Few components in plant and equipment engineering are as steeped in tradition as the pump. But how does this fit in with the age of digitalisation? This article explores the possibility of designing a hydraulic element which is fit for Industry 4.0.
Conditions can change during the life of a pump and it often happens that a pump no longer runs at the optimum operating point. This also applies to newly installed pumps. For years now, KSB experts have been looking to optimize pumps more easily without using complex analytics or having to replace the pump.
Digitalization offers tremendous potential for this. However, it takes time to develop new approaches and put them into practice. “It’s a matter of transferring decades of experience and expertise into an algorithm and a software solution,” explains Dr Thomas Paulus, Head of Programme Office Digitalisation & Startup Projects at KSB. “This cannot be done in a single step: It involves many different components and aspects. By bringing together these component parts, however, you end up with an intelligent and practical concept that provides real added value for the pump operator.” Step 1: Digital monitoring unit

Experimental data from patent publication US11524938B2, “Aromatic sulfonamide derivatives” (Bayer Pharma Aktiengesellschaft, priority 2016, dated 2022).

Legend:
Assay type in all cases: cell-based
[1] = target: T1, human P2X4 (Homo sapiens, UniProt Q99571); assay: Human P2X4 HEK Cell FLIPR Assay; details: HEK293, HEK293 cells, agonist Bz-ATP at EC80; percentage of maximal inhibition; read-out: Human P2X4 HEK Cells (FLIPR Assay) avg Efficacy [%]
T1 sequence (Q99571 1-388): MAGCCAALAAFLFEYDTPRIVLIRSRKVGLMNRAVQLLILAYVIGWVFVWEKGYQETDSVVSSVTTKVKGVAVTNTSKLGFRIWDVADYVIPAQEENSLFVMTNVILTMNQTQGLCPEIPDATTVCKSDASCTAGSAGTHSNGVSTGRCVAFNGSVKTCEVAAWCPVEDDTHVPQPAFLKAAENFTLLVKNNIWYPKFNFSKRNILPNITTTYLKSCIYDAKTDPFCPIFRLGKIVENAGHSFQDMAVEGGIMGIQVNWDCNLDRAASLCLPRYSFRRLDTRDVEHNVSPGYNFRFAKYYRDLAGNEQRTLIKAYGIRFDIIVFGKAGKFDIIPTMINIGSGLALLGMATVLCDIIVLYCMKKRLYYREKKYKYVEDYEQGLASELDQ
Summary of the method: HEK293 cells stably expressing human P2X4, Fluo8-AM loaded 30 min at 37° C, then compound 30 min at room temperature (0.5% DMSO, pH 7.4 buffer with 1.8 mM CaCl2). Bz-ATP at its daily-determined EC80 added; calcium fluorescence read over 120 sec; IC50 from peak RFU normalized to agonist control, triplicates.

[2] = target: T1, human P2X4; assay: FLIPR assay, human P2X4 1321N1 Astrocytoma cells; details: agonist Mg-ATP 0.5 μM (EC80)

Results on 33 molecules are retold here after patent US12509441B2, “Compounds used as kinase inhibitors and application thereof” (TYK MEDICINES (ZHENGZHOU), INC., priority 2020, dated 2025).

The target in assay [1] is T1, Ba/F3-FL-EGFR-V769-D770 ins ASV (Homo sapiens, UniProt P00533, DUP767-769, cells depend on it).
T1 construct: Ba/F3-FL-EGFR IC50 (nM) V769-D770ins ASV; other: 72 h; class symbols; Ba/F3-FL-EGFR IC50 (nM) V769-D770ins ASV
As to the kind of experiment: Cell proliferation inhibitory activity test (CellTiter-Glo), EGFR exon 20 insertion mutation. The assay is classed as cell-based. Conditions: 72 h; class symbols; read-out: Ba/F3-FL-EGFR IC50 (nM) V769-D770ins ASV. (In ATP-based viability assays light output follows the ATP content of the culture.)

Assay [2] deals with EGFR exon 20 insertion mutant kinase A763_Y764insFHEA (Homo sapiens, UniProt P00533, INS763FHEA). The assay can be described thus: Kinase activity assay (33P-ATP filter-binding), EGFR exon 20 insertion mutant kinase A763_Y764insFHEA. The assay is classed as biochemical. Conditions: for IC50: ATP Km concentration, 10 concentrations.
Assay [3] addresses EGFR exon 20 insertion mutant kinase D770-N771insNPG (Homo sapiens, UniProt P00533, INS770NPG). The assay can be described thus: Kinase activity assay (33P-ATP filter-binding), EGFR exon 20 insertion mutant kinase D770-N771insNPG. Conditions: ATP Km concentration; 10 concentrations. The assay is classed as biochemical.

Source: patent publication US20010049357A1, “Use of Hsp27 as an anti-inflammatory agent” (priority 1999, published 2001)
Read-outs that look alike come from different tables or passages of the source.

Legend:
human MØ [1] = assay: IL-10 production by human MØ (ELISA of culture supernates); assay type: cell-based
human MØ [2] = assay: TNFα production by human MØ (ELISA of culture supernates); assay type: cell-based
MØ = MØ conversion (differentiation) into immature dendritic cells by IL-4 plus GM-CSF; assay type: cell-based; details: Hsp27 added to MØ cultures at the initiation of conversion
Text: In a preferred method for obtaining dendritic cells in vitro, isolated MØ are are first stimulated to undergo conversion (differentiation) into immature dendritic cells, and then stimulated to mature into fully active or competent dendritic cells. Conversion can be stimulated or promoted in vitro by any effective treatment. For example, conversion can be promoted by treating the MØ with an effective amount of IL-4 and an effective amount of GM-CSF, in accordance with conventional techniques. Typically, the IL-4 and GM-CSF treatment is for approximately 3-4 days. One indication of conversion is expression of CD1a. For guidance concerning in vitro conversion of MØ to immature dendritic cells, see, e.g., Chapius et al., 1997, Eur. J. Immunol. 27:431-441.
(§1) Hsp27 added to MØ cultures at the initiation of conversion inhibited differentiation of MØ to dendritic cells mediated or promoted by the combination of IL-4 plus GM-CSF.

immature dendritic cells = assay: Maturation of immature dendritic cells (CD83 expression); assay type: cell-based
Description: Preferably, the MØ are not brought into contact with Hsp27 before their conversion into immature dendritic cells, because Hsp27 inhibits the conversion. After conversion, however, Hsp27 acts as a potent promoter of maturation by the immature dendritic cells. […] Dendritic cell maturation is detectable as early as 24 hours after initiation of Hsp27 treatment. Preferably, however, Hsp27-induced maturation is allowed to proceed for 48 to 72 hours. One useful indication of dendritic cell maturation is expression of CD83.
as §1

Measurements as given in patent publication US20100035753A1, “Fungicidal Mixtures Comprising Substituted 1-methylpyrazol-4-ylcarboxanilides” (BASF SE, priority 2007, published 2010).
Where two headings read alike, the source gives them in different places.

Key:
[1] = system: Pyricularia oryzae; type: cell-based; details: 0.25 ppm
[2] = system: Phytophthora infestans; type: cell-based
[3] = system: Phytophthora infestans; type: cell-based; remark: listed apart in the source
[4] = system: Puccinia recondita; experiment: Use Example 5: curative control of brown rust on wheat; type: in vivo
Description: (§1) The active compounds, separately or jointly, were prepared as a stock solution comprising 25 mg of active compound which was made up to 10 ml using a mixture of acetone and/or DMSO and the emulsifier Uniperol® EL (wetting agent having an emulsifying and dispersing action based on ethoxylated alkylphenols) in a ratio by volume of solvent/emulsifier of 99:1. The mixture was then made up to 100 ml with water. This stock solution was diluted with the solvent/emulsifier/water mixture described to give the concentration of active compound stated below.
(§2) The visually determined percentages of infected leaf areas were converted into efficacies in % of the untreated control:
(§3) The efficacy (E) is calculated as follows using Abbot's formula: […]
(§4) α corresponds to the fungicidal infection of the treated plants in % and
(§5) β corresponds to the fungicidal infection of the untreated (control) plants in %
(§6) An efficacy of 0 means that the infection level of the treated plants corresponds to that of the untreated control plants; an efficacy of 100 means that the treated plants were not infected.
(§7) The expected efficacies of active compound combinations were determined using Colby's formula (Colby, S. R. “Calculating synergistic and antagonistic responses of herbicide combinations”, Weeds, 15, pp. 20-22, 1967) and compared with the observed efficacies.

The company‘s “PumpMeter” monitoring unit, seen in Figure 1, shows what goes on inside a pump. The monitoring unit includes pressure sensors as well as an analysing and display unit fitted to the pump. Two sensors in the pump measure the suction and discharge pressures around the clock. The PumpMeter uses this data to calculate the differential pressure and determines the current operating point, which is updated continuously in real time. A typical four-quadrant pump characteristic curve shows the range in which the pump is operating at a point in time. A flashing outer segment on the left or right of the display indicates that action is required, either because the flow rate is extremely low or too high. A flashing third quadrant in the pump curve indicates the optimum operating range. If the segment on the left (the second segment) is flashing, this indicates a long-term need for optimization. This display allows the operator to evaluate the operating point immediately upon start-up and adjust the pump accordingly. Operators can see at a glance whether the availability of their pumps is at risk and whether they are operating economically. A flashing EFF (energy efficiency) symbol also indicates potential for significant energy savings.
Step 2: Vibration characteristics algorithms
This analysis now needs to be simplified further. In the future, instead of using wetted sensors, it will be possible to record vibrations and transfer this operating data to the cloud using mobile communication. This has two advantages: Firstly, conventional measurements using wetted sensors are not always straightforward, particularly when the medium being pumped is a chemical product. Secondly, cloud access means that technicians can obtain information about the status of a pump from anywhere in the world without having to be on site.